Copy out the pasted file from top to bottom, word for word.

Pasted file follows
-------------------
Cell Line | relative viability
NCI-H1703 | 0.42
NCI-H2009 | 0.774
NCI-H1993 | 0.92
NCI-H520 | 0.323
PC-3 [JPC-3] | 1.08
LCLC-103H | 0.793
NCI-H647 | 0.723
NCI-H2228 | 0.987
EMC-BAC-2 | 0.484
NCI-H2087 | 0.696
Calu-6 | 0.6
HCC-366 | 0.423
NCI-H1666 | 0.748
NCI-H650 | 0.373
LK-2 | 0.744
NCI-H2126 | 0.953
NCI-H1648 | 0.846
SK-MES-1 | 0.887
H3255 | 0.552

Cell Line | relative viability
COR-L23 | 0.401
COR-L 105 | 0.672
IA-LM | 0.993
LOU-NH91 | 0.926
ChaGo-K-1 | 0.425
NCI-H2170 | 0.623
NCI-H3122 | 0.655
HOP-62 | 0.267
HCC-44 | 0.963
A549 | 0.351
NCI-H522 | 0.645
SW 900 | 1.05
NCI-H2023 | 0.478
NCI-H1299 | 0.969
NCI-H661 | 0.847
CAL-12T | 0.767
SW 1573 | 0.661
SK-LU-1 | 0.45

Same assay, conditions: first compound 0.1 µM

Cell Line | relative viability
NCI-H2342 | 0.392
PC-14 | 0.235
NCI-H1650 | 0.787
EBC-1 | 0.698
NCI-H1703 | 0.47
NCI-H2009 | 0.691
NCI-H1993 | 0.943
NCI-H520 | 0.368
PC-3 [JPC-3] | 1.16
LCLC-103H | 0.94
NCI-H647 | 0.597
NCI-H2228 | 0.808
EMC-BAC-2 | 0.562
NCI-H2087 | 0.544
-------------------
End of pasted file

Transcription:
Cell Line | relative viability
NCI-H1703 | 0.42
NCI-H2009 | 0.774
NCI-H1993 | 0.92
NCI-H520 | 0.323
PC-3 [JPC-3] | 1.08
LCLC-103H | 0.793
NCI-H647 | 0.723
NCI-H2228 | 0.987
EMC-BAC-2 | 0.484
NCI-H2087 | 0.696
Calu-6 | 0.6
HCC-366 | 0.423
NCI-H1666 | 0.748
NCI-H650 | 0.373
LK-2 | 0.744
NCI-H2126 | 0.953
NCI-H1648 | 0.846
SK-MES-1 | 0.887
H3255 | 0.552

Cell Line | relative viability
COR-L23 | 0.401
COR-L 105 | 0.672
IA-LM | 0.993
LOU-NH91 | 0.926
ChaGo-K-1 | 0.425
NCI-H2170 | 0.623
NCI-H3122 | 0.655
HOP-62 | 0.267
HCC-44 | 0.963
A549 | 0.351
NCI-H522 | 0.645
SW 900 | 1.05
NCI-H2023 | 0.478
NCI-H1299 | 0.969
NCI-H661 | 0.847
CAL-12T | 0.767
SW 1573 | 0.661
SK-LU-1 | 0.45

Same assay, conditions: first compound 0.1 µM

Cell Line | relative viability
NCI-H2342 | 0.392
PC-14 | 0.235
NCI-H1650 | 0.787
EBC-1 | 0.698
NCI-H1703 | 0.47
NCI-H2009 | 0.691
NCI-H1993 | 0.943
NCI-H520 | 0.368
PC-3 [JPC-3] | 1.16
LCLC-103H | 0.94
NCI-H647 | 0.597
NCI-H2228 | 0.808
EMC-BAC-2 | 0.562
NCI-H2087 | 0.544